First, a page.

IBM Sued for Cancer Cluster

 
 
By Roy Mark  |  Posted 2008-01-03 Email Print this article Print
 
 
 
 
 
 
 

Civil action accuses Big Blue of decades of dumping toxic chemicals at historic plant.

The birthplace of Big Blue is now the focal point of a massive lawsuit contending IBM released over decades toxic and hazardous contaminants into the environment of New Yorks Village of Endicott and the town of Union. IBM opened its first plant in the area in 1924. The lawsuit, filed Jan. 3 in Broome County, N.Y., by a band of law firms representing about 90 plaintiffs, claims the hundreds of thousands of pounds of toxic and hazardous chemicals—including TCE (trichloroethylene)—released into the soil, air and groundwater are now vaporizing into the homes, businesses and churches of Endicott and Union.
As the result, the lawsuit claims, medical problems stemming from IBMs actions include congenital heart defects in infants and kidney cancer in adults. A recent New York State Department of Health Study found the two illnesses occur at a significantly higher rate in Endicott than the rest of the state.
The defendants are seeking unspecified damages for property devaluation and loss of business value and income, including interest; for personal injuries, medical monitoring, nuisance and trespass in an amount that exceeds the jurisdiction limits of all lower courts; and for punitive damages. "[IBM], a sophisticated scientific business entity whose business involved, in part, use of and knowledge about organic chemicals, knew or, in the exercise of reasonable care, should have known that the volatile organic chemicals that had wrongfully discharged," the lawsuit states, "would remain volatile in the soil for substantial periods of time, exceeding decades, and would migrate, as vapors, into the homes, businesses, schools and churches located above the contaminated groundwater plume."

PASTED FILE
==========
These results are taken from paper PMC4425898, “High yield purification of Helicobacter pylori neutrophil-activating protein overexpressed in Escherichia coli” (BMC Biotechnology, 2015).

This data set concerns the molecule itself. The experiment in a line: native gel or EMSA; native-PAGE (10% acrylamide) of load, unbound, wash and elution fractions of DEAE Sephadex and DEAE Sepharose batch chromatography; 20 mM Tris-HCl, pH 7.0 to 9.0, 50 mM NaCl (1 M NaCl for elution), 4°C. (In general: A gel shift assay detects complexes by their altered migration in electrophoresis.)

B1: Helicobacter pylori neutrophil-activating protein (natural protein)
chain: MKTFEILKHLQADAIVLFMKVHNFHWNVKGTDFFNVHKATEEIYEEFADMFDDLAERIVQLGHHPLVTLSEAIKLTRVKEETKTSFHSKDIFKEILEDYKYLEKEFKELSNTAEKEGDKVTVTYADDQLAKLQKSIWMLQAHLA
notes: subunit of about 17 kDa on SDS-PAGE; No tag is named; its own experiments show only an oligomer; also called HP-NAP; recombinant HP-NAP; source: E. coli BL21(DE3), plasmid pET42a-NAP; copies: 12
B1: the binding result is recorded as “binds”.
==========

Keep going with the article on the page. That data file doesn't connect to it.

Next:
IBM has been hit with a poaching lawsuit. Click here to read more. Lawyers for the plaintiffs said the lawsuit is the first in a series of civil actions against IBM that will be filed in the coming months. The complaints include wrongful death, personal injury, property damage, business and income loss, medical monitoring, nuisance, and trespass.

IBM spokesman Mike Maloney told eWEEK the lawsuit has "no basis in science or law, and IBM will defend itself rigorously." IBM sold its Endicott plant, which manufactured circuit boards, integrated circuits, printers and computer systems, in 2002 but retains extensive operations in the area. In 1979, IBM began a groundwater mediation program, and in 2002 the company launched a vapor ventilation initiative, including more than $2 billion in grants to local property owners for ventilation systems.
 
 
 
 
 
 
 
 
 
 
 

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